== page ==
A blunt Pope Francis targets free market economics
Since taking over as head of the Roman Catholic Church in March, Pope Francis has made several stark comments on world economic issues: He's cited the pitfalls of capitalism, decried global income inequality and equated low-wage labor to a form of "slavery."
He's even described the financial corruption in the church he leads as a "spiritual sickness."
Analysts say Pope Francis—leader of some 1.2 billion Catholics—is not necessarily calling for the demise of free market theory. Instead, he's issuing a very strong warning to economic leaders over its future.
"Like many people he thinks capitalism won't survive unless it decreases income disparity," said George Haley, professor of marketing and international business at the University of New Haven.
"I think it's fair to say he's arguing for a more European version of capitalism going forward, especially after the Great Recession, so there's more of a safety net for people when they need it," Haley added.
"I don't think he's attacking capitalism or the wealthy, because if he did, that strategy would fail," said Joseph Pastore, a business professor at Pace University.
"But he is rightly focusing on issues of equality and justice in economics," Pastore said.
At least some in the business community have taken notice of the pope's message.
"His comments are of high importance to me," said Rohit Arora, CEO of Biz2Credit, an online site that connects small-business owners with financing.
"The kind of issues he's talking about are too often ignored by religious and business leaders," Arora said.
Surprising as they may be, the pope's comments on global economics are in line with his personal thinking, said Mathew Schmalz, a professor of religious studies at the College of the Holy Cross.
"Being a Jesuit priest and having spent so much time in Argentina as bishop and cardinal had a great effect on him," Schmalz said. "He's seen a lot of poverty close up and raised the issue in Argentina before becoming pope."
a history of Papal comments
Papal statements on social and economic justice are not new. During the past 100 years or so, popes have made their thoughts on the issues known through open letters—what the church calls encyclicals.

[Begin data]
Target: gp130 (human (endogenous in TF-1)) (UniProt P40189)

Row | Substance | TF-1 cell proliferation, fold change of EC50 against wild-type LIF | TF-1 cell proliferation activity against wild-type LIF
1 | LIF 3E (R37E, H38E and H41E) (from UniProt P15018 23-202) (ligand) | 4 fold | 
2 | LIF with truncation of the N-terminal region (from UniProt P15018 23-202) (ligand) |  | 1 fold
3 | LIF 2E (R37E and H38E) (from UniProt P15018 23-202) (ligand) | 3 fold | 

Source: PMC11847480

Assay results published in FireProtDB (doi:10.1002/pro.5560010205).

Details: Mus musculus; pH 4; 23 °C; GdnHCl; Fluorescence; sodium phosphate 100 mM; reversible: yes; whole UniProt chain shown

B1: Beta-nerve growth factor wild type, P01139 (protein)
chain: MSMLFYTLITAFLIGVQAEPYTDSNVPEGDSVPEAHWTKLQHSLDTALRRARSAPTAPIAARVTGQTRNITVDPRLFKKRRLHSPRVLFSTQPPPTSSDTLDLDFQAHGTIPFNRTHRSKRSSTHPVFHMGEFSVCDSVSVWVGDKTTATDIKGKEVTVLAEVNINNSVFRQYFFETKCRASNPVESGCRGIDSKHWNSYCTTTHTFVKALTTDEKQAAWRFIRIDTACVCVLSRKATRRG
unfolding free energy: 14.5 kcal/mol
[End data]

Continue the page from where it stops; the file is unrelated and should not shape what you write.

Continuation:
In 1891, Pope Leo XIII issued an encyclical that rejected both communism and unrestricted capitalism, while affirming the right to private property. But he also supported the rights of labor to form unions, and the need for some "amelioration of the misery and wretchedness pressing so unjustly on the majority of the working class."
Pope John XXIII issued an encyclical in 1961 backing free market ideas, but said that from a Catholic perspective, "the global economy serves a higher good; if the economy booms, but human dignity suffers, the result is unmistakably evil."
Pope John Paul II, known for his strong anti-communist feelings, issued an encyclical in 1989 warning capitalist nations against letting the collapse of communism "blind them to the need to repair injustices in their own economic system."
More recently, Pope Benedict, whose resignation in February of this year opened the way for Francis to head the chrurch, issued an encyclical in 2009 that called for a world political body to manage the global economy—as well as for more government regulation to pull the world out of the Great Recession.
"Pope Francis speaks in continuity with all the popes that spoke about economic issues," said Mary Catherine Sommers, a professor of philosophy at the University of St. Thomas.
"The church doesn't choose economic systems any more than political systems around the world but it does keep an eye on human systems," said Sommers, who is a member of the American Catholic Philosophical Association, a group that fosters Catholic discussion on issues.
Michael Bellafiore, a Jesuit priest and professor of theology at the University of Scranton, said Francis and the church have a role to play in shaping the business world.
"The church's task is to form consciences," said Bellafiore. "As such, corporations, banks, unions, investors all have to rise above their immediate interests and compromise. Pope Francis can promote leadership in the worst economic crisis since the Great Depression."